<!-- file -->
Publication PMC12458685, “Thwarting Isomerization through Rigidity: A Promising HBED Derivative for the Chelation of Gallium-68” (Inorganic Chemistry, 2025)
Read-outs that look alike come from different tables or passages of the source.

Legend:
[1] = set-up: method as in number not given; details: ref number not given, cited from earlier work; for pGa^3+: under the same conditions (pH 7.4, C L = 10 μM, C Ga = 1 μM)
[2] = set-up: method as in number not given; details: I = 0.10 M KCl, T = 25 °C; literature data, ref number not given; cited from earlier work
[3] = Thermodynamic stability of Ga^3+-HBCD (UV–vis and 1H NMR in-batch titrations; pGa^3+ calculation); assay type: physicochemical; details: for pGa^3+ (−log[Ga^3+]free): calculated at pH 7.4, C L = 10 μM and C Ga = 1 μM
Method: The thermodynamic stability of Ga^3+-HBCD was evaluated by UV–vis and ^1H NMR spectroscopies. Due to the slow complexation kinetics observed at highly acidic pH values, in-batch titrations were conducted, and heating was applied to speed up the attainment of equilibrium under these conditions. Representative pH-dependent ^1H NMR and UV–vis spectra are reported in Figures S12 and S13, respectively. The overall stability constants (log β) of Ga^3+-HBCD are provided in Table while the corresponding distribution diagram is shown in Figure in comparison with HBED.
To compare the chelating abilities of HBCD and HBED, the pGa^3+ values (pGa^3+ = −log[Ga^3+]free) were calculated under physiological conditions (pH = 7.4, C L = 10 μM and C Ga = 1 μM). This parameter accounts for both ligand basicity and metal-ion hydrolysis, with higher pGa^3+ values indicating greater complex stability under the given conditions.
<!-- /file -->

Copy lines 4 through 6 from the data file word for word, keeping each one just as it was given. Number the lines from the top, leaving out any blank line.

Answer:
[1] = set-up: method as in number not given; details: ref number not given, cited from earlier work; for pGa^3+: under the same conditions (pH 7.4, C L = 10 μM, C Ga = 1 μM)
[2] = set-up: method as in number not given; details: I = 0.10 M KCl, T = 25 °C; literature data, ref number not given; cited from earlier work
[3] = Thermodynamic stability of Ga^3+-HBCD (UV–vis and 1H NMR in-batch titrations; pGa^3+ calculation); assay type: physicochemical; details: for pGa^3+ (−log[Ga^3+]free): calculated at pH 7.4, C L = 10 μM and C Ga = 1 μM